PreQualification is often based on a simple conversation with a loan officer... "If all of the financial information that you've told me is correct (income, assets, revolving credit, debt) then you'll be "qualified" for $XXX,XXX.00 in loan @ X% interest for 30 year fixed.
PreApproval is usually the same as the above PLUS, they've actually verified employment, verified assets, debts, confirmed credit... etc...
Mortgage Commitment will be achieved when they've sent all of that to underwriting, and underwriting has approved the file, and is prepared to fund!
Just to add to the previous comment, many sellers require the pre-approval letter when you are making the offer. The reason being, they do not want to take the risk of tying up the property with someone who can not afford it.
Bottom line, you don't want to be looking at homes which you really can't afford.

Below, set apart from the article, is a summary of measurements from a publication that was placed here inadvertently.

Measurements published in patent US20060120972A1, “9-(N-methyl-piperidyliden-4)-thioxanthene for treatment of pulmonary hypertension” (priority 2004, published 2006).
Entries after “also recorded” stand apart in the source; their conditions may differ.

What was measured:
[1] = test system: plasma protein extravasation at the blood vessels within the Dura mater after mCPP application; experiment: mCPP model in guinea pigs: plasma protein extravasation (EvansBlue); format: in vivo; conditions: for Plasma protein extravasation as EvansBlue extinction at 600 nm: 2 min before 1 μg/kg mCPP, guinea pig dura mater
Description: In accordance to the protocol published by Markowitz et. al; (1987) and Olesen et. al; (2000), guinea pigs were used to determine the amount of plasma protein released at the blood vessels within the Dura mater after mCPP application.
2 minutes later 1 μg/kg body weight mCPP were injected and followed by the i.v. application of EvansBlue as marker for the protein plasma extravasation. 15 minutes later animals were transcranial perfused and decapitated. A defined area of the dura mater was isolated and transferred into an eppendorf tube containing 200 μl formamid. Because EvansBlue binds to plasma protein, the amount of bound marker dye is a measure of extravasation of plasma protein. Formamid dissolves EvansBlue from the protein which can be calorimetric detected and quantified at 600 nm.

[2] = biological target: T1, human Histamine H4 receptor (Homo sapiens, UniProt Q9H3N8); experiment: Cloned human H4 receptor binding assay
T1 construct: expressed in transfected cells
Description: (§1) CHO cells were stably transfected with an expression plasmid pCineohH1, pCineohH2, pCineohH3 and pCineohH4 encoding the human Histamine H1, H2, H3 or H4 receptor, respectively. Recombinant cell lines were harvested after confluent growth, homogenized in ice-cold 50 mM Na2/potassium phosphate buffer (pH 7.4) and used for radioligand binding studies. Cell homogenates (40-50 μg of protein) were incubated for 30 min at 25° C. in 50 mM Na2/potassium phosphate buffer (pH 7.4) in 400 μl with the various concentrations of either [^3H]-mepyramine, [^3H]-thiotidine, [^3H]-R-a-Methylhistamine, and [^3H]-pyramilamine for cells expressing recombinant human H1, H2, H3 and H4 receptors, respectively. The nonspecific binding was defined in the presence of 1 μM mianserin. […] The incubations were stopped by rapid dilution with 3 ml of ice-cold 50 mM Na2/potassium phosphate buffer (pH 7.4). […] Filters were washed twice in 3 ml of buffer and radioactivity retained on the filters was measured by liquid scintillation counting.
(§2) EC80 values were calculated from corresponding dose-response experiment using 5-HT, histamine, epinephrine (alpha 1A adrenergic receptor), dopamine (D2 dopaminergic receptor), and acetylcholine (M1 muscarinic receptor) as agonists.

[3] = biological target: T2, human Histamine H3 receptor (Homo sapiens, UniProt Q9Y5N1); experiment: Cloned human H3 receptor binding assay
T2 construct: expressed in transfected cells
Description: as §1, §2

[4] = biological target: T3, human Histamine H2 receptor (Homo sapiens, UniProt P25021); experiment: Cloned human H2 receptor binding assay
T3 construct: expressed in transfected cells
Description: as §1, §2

Loan pre-qualification is nothing more than taking a loan application, checking a buyerâ€™s credit report and debt-to-income ratios to match loan program qualifying criteria.
A loan pre-approval is achieved when the buyerâ€™s complete loan package with all required supporting documentation is submitted to a bank underwriter for conditional approval. The conditional approval may only require a satisfactory property appraisal and acceptable title report and insurance to complete the loan processing.
â€œPre-approvalâ€ is a misused term and often overstated by Realtors and mortgage brokers. A true loan pre-approval will have an expiration date and a list of any remaining funding conditions yet to be satisfied.